Reliability Workbench – Markov Analysis (Part of Fault Tree+)

Markov Analysis
in Reliability Workbench

Download Reliability Workbench and access our powerful Markov module. Predict the reliability of systems with strong dependencies using our powerful analytical calculation engine.

  • Quickly build models using drag and drop
  • Division of analysis into separate phases
  • State attribute editing via easy-to-use dialogs
  • Data verification for consistency checks
  • Time-dependent transition rates modeled
  • Global parameter facility for repetitive data
  • Calculation of a wide range of probabilities and frequencies
  • Graphs and plots showing time-dependent results
  • Fully integrated with fault tree and RBD analysis

Tech Tuesday: Quantitative LOPA with FT/ET

Howdy, folks. As Jeremy has mentioned, this past Friday, April 4th, we hosted a webinar to demonstrate Isograph's FaultTree+ tool. One of the topics we discussed was how you can use the Fault Tree and Event Tree features of the tool to perform a quantitative Layer Of Protection Analysis (LOPA). This post will serve as a little summary of that meeting, for anyone who was unable to attend.

The first stage of a LOPA might be done externally to a quantitative tool like Fault Tree. The first thing you'd want to do is identify hazards, determine an acceptable risk level for those hazards, and ask what you're doing to mitigate them. This might have more in common with a Hazop study. Once you've identified your hazards and protection layers against those hazards, the next thing you might want to do is quantify it. How often will the hazard occur? How effectively will our layers of protection mitigate the risk of the hazards? Can we objectively rank these risks? This sounds like a job for Fault Tree and Event Tree analysis.

A Fault Tree can very easily be used to quantify a hazard. In fact, that's the primary usage of the method. By coupling it with an Event Tree, we can find out how well that hazard is mitigated by protection systems. If you're not familiar with it, Event Tree analysis is related to Fault Tree analysis. It uses a similar quantitative calculation. The difference is that, while Fault Trees examine the failure leading to a hazard, Event Trees examine the consequences following the hazard. Sometimes, when coupled together, they're called "bowtie events".

Yeah, it's cool. Bow ties are cool.

Continue reading "Tech Tuesday: Quantitative LOPA with FT/ET"

Performing a LOPA using FaultTree+

On Friday April 4th at 9am PST to learn more about applications of our FaultTree+ software. During this demonstration we will introduce our fault tree analysis software FaultTree+ and as an added bonus we will be discussing how to tie a fault tree to an event tree and perform a LOPA study. Layer of Protection Analysis, or LOPA, is a study developed to identify risk. By performing a LOPA on a system you can create a method for identify the actions available to mitigate the potential consequences of a particular risk. To do this we will start with likelihood of a particular hazard occurring, analyze the system using quantitative methods, and identify the mitigation measures against the hazards that have been identified.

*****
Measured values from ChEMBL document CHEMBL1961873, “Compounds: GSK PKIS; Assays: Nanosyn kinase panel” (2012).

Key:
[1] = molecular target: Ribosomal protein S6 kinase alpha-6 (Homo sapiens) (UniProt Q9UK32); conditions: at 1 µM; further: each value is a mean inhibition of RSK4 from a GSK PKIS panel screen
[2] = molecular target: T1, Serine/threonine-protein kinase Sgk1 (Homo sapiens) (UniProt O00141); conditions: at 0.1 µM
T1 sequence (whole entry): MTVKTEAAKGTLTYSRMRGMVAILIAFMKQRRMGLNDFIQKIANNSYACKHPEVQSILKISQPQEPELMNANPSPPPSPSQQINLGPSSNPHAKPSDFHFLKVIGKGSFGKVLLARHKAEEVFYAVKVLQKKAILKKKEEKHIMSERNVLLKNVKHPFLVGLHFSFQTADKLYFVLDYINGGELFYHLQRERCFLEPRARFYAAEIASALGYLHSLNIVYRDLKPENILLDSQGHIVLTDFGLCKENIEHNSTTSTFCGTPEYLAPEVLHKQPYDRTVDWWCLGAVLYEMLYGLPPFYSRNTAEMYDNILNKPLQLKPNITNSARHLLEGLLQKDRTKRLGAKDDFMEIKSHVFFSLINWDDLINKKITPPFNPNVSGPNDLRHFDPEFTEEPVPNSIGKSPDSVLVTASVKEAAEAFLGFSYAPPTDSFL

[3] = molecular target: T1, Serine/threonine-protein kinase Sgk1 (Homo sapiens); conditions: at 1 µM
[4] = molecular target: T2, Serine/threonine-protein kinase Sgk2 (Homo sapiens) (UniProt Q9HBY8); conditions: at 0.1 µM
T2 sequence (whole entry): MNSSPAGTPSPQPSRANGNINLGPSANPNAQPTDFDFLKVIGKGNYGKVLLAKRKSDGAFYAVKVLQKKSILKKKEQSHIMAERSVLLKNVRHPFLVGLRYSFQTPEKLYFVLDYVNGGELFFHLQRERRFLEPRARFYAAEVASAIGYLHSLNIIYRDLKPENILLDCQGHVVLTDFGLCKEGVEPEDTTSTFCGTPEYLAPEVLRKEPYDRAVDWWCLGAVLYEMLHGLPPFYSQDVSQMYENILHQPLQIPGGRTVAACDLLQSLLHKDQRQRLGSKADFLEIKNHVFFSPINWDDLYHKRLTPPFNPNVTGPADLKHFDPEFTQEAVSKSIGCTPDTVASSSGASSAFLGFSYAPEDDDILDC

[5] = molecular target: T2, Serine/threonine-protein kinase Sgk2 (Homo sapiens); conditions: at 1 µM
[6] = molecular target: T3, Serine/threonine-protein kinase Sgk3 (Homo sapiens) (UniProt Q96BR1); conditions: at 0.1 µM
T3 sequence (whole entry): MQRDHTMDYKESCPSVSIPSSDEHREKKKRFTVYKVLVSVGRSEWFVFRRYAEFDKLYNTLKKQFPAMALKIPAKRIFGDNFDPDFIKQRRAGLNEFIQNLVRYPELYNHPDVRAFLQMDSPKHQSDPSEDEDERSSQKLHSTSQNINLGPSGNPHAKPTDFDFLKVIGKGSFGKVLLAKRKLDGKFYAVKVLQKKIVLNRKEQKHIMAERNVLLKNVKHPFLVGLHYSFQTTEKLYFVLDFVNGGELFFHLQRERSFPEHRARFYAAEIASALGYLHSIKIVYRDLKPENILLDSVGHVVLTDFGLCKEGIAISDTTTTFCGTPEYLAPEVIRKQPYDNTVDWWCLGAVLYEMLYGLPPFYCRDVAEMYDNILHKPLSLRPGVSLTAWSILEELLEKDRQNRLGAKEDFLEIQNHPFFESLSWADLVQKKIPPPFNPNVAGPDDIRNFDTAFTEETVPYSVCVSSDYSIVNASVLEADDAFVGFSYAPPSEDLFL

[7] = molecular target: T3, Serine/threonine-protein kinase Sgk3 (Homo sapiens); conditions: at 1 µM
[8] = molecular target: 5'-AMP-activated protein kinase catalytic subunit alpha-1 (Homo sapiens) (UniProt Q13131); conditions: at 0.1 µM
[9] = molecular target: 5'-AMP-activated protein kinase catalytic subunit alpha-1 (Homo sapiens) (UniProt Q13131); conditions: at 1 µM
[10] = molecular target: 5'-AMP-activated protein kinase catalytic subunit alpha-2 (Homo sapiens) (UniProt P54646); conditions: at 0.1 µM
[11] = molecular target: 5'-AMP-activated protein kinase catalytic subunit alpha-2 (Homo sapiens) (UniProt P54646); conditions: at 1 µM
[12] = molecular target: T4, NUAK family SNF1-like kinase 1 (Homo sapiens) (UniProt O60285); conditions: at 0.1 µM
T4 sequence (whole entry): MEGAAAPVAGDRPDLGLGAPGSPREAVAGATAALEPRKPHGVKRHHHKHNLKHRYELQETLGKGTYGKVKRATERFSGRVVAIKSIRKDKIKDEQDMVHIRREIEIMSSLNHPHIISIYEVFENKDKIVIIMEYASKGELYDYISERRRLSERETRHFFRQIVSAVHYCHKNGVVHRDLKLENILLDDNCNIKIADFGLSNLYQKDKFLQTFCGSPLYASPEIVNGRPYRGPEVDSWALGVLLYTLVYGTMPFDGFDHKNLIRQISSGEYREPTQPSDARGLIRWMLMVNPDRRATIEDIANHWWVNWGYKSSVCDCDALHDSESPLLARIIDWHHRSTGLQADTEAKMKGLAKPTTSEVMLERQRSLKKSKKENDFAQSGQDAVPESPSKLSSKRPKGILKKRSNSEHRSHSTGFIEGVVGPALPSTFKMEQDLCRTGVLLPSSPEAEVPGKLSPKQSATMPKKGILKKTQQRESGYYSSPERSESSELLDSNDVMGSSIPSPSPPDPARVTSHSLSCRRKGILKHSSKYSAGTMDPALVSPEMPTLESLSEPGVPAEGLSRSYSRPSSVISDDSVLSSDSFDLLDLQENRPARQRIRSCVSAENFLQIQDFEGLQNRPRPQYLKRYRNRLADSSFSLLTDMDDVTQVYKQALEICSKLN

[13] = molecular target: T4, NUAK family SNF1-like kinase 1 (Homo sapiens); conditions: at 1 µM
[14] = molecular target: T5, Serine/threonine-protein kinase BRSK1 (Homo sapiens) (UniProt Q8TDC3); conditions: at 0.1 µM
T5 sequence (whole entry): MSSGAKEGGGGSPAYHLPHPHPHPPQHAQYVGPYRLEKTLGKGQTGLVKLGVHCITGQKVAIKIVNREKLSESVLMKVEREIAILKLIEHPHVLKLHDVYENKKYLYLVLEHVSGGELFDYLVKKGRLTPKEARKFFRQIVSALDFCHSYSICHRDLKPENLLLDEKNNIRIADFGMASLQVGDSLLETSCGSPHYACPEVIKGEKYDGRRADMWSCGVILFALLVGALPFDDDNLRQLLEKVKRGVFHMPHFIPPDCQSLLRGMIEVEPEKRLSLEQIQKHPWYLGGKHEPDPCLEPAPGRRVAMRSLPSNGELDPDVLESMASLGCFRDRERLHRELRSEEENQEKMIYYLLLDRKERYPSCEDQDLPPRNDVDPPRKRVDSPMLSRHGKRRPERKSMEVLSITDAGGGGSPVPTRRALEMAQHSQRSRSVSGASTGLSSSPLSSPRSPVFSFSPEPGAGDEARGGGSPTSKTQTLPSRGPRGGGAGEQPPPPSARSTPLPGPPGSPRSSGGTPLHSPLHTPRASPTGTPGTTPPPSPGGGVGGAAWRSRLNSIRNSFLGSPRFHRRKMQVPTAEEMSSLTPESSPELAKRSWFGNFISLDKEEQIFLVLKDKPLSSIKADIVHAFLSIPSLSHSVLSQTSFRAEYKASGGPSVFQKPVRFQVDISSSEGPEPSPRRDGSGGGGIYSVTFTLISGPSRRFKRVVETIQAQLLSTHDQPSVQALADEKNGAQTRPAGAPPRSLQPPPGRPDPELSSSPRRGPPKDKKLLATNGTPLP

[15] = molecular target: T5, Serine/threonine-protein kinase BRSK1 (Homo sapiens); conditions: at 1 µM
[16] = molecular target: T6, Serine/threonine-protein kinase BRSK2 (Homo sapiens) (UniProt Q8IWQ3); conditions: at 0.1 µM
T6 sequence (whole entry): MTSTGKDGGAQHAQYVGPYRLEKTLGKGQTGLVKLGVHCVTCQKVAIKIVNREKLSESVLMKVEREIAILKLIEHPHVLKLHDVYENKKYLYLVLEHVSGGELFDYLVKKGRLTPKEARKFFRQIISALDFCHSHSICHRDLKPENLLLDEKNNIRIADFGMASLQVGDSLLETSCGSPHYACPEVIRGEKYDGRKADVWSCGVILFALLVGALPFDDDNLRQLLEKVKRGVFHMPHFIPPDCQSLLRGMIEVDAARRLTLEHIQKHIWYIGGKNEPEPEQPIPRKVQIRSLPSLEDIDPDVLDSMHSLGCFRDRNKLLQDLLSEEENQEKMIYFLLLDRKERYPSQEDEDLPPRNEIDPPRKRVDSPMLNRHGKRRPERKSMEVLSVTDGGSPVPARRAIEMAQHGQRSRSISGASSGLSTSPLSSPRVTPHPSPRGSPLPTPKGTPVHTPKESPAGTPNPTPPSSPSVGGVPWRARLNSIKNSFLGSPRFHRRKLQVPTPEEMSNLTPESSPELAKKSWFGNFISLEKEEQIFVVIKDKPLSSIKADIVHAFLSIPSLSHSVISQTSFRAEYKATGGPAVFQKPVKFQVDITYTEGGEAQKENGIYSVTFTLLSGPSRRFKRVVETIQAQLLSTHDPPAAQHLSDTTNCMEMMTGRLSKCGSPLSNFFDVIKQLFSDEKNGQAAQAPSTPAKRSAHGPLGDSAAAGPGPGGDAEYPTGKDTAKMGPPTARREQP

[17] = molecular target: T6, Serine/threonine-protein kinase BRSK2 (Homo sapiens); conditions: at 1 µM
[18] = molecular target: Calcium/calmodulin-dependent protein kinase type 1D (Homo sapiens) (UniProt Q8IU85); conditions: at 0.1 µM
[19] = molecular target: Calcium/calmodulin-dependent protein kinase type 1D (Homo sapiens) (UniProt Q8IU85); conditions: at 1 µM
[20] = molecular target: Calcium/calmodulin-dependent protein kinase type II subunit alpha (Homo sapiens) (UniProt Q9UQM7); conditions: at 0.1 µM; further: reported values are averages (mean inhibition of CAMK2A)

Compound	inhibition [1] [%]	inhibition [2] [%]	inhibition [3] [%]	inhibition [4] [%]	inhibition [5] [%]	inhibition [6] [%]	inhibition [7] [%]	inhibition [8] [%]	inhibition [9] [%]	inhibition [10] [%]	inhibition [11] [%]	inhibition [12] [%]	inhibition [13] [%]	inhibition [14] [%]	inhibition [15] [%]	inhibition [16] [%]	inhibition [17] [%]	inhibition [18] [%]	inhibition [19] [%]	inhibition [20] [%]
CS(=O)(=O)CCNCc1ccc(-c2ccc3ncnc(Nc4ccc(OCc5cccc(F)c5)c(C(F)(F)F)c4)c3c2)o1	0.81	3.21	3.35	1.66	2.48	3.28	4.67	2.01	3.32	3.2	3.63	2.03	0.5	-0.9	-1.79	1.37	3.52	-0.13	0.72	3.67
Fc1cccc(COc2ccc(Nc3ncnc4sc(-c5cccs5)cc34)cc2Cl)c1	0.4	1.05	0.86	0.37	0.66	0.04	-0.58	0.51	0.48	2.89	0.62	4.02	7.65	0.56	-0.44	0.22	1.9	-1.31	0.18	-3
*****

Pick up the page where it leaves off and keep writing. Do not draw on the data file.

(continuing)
Once the mitigating actions have been identified the probability of those hazards occurring can be reduced by implementing safeguards that bring the hazard into an acceptable level. An event tree is an excellent way to determine the consequences of successful, or the failure of, safeguards.

Basically, a LOPA is performed to identify the weakest points of a system and evaluate the safeguards in place to mitigate the consequences of that hazard.

To join this webinar: Register Here

FaultTree+ Friday

Today I would like to address one of the most commonly asked questions by new users of our FaultTree+ software, which is: Copy and Paste vs. Copy and Paste Special. When used correctly Copy and Paste and Copy and Paste Special can be a huge time saver. If used incorrectly this feature can unintentionally be introducing Common Cause Failures (CCF) which can kill the reliability of a system or create copies of existing events or gates, which were intended to be CCF, making your tree more reliable than it should be.

Copying and Pasting a gate or event will cause the same gate or event to appear in different parts of the tree. Pump1 will be our example, if we Copy and Paste Pump1 from gate GT1 and paste that pump under gate GT3. Pump1 would now be listed under 2 separate OR Gates.

As you can see in the example below the event named Pump1 has been Copied and Pasted under gate GT3. The event Pump1 has the exact same name in both events making Pump1 a CCF. Using Copy and Paste is representing the same event in two different branches of this fault tree.


Copy and Paste Special on the other hand creates a copy of Pump1. This is not the same event but an identical event. As you will see below I have used Copy and Paste Special to add a copy of Pump1 under gate GT1 to gate GT2, the new identical pump is named Pump2 not to be confused with the event Pump1 under gate GT1 and GT3 . Pump2 is an identical in every way to Pump1 but is not the same pump. In this case Pump2 would not create a CCF. Please note that when using Paste Special the software has automatically renamed event Pump1 to Pump2. The new gate or event can use any naming convention you would like as long as it is not the same name as an existing event. When 2 gates or events have the exact same name the software recognizes those gates or events as the same gate or event.